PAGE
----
The Secret History of Procopius, tr. by Richard Atwater, , at sacred-texts.com
EVERYTHING was done the wrong way, and of the old customs none remained; a few instances will illustrate, and the rest must be silence, that this book may have an end. In the first place, Justinian, having no natural aptitude toward the imperial dignity, neither assumed the royal manner nor thought it necessary to his prestige. In his accent, in his dress, and in his ideas he was a barbarian. When he wished to issue a decree, he did not give it out through the Quaestor's office, as is usual, but most frequently preferred to announce it himself, in spite of his barbarous accent; or sometimes he had a whole group of his intimates publish it together, so that those who were wronged by the edict did not know which one to complain against.
The secretaries who had performed this duty for centuries were no longer trusted
with writing the Emperor's secret dispatches: he wrote them himself and practically everything else, too; so that in the few cases where he neglected to give instructions to city magistrates, they did not know where to go for advice concerning their duties. For he let no one in the Roman Empire decide anything independently, but taking everything upon himself with senseless arrogance, gave the verdict in cases before they came to trial, accepting the story of one of the litigants without listening to the other, and then pronounced the argument concluded; swayed not by any law or justice, but openly yielding to base greed. In accepting bribes the Emperor felt no shame, since hunger for wealth had devoured his decency.
Often the decrees of the Senate and those of the Emperor nominally conflicted. The Senate, however, sat only for pictorial effect, with no power to vote or do anything. It was assembled as a matter of form,
to comply with the ancient law, and none of its members was permitted to utter a single word. The Emperor and his Consort took upon themselves the decisions of all matters in dispute, and their will of course prevailed. And if anybody thought his victory in such a case was insecure because it was illegal, he had only to give the Emperor more money, and a new law would immediately be passed revoking the former one. And if anybody else preferred the law that had been repealed, the ruler was quite willing to reestablish it in the same manner.
Under this reign of violence nothing was stable, but the balance of justice revolved in a circle, inclining to whichever side was able to weight it with the heavier amount of gold. Publicly in the Forum, and under the management of palace officials, the selling of court decisions and legislative actions was carried on.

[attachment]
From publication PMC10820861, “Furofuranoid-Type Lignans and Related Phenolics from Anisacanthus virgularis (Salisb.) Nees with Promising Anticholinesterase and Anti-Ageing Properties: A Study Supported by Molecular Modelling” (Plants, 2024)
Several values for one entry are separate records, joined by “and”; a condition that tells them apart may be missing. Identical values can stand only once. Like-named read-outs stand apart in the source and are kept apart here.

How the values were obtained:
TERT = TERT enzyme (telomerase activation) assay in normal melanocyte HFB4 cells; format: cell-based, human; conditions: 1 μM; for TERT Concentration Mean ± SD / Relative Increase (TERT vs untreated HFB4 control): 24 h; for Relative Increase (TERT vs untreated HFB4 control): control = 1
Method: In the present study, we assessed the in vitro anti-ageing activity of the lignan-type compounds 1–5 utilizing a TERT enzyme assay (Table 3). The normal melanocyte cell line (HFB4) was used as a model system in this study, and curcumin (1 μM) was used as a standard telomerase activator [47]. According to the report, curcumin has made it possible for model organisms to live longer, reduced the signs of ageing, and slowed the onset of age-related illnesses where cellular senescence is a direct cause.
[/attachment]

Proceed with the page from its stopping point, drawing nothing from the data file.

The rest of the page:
The officers called Referendars were no
longer satisfied to perform their duties of presenting to the Emperor the request of petitioners, and referring to the magistrates what he had decided in the petitioner's case; but gathering worthless testimony from all quarters, with false reports and misleading statements, deceived Justinian, who was naturally inclined to listen to that sort of thing; and then they would go back to the litigants, without telling them what had been said during their interview with the Emperor, to extort as much money as they desired. And no one dared oppose them.
The soldiers of the pretorian guard, attending the judges of the imperial court in the palace, also used their power to influence decisions. Everybody, one might say, stepped from his rank and found he was now at liberty to walk roads where before there had been no path; all bars were down, even the names of former restrictions were lost. The government was like a Queen surrounded by romping children.
[paragraph continues] But I must pass over further illustrations, as I said at the beginning of this chapter.
I must, however, mention the man who first taught the Emperor to sell his decisions. This was Leo, a native of Cilicia, and devilish eager to enrich himself. This Leo was the prince of flatterers, and apt at insinuating himself into the good will of the ignorant. Gaining the confidence of the Emperor, he turned the tyrant's folly toward the ruin of the people. This man was the first to show Justinian how to exchange justice for money.
As soon as the latter thus learned how to be a thief, he never stopped; but advancing on this road, the evil grew so great that if anyone wished to win an unjust case against an honest man, he went first to Leo, and agreeing that a share of the disputed property would be given to be divided between this man and the monarch, left the palace with his wrongful case already won. And Leo soon built up a great fortune
in this way, became the lord of much land, and was most responsible for bringing the Roman state to its knees.
There was no security in contracts, no law, no oath, no written pledge, no penalty, no nothing: unless money had first been given to Leo and the Emperor. And even buying Leo's support gave no certainty, for Justinian was quite willing to take money from both sides: he felt no guilt at robbing either party, and then, when both trusted him, he would betray one and keep his promise to the other, at random. He saw nothing disgraceful in such double dealing, if only it brought him gain. That is the sort of person Justinian was.